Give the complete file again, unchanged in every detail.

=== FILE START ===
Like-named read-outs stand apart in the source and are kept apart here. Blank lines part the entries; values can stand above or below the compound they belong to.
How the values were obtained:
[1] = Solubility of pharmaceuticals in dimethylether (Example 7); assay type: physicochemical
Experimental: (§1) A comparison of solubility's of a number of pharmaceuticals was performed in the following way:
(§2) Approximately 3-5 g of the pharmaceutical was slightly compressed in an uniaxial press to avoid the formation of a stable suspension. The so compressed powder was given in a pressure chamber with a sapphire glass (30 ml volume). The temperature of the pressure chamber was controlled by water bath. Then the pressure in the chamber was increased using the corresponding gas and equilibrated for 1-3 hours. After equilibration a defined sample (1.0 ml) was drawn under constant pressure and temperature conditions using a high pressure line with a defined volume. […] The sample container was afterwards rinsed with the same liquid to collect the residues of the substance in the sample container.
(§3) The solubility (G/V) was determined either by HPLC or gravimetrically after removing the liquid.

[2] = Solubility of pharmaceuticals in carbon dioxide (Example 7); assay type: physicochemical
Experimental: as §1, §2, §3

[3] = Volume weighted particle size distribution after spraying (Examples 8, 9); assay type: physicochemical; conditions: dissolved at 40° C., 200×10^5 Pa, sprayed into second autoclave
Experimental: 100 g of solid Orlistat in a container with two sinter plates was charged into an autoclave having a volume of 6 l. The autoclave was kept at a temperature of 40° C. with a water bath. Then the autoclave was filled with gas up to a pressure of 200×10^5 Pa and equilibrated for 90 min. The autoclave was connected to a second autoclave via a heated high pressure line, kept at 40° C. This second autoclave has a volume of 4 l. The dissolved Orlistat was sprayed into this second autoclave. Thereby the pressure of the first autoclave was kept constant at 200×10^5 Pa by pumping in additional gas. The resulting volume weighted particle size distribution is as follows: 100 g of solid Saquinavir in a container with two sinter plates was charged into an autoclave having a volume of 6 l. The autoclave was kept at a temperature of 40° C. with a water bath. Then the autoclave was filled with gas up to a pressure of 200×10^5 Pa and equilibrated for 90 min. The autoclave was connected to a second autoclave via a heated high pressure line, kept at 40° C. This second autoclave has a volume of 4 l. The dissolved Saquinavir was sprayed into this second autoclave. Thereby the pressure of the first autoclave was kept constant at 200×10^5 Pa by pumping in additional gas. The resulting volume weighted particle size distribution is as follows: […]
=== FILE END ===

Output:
Like-named read-outs stand apart in the source and are kept apart here. Blank lines part the entries; values can stand above or below the compound they belong to.
How the values were obtained:
[1] = Solubility of pharmaceuticals in dimethylether (Example 7); assay type: physicochemical
Experimental: (§1) A comparison of solubility's of a number of pharmaceuticals was performed in the following way:
(§2) Approximately 3-5 g of the pharmaceutical was slightly compressed in an uniaxial press to avoid the formation of a stable suspension. The so compressed powder was given in a pressure chamber with a sapphire glass (30 ml volume). The temperature of the pressure chamber was controlled by water bath. Then the pressure in the chamber was increased using the corresponding gas and equilibrated for 1-3 hours. After equilibration a defined sample (1.0 ml) was drawn under constant pressure and temperature conditions using a high pressure line with a defined volume. […] The sample container was afterwards rinsed with the same liquid to collect the residues of the substance in the sample container.
(§3) The solubility (G/V) was determined either by HPLC or gravimetrically after removing the liquid.

[2] = Solubility of pharmaceuticals in carbon dioxide (Example 7); assay type: physicochemical
Experimental: as §1, §2, §3

[3] = Volume weighted particle size distribution after spraying (Examples 8, 9); assay type: physicochemical; conditions: dissolved at 40° C., 200×10^5 Pa, sprayed into second autoclave
Experimental: 100 g of solid Orlistat in a container with two sinter plates was charged into an autoclave having a volume of 6 l. The autoclave was kept at a temperature of 40° C. with a water bath. Then the autoclave was filled with gas up to a pressure of 200×10^5 Pa and equilibrated for 90 min. The autoclave was connected to a second autoclave via a heated high pressure line, kept at 40° C. This second autoclave has a volume of 4 l. The dissolved Orlistat was sprayed into this second autoclave. Thereby the pressure of the first autoclave was kept constant at 200×10^5 Pa by pumping in additional gas. The resulting volume weighted particle size distribution is as follows: 100 g of solid Saquinavir in a container with two sinter plates was charged into an autoclave having a volume of 6 l. The autoclave was kept at a temperature of 40° C. with a water bath. Then the autoclave was filled with gas up to a pressure of 200×10^5 Pa and equilibrated for 90 min. The autoclave was connected to a second autoclave via a heated high pressure line, kept at 40° C. This second autoclave has a volume of 4 l. The dissolved Saquinavir was sprayed into this second autoclave. Thereby the pressure of the first autoclave was kept constant at 200×10^5 Pa by pumping in additional gas. The resulting volume weighted particle size distribution is as follows: […]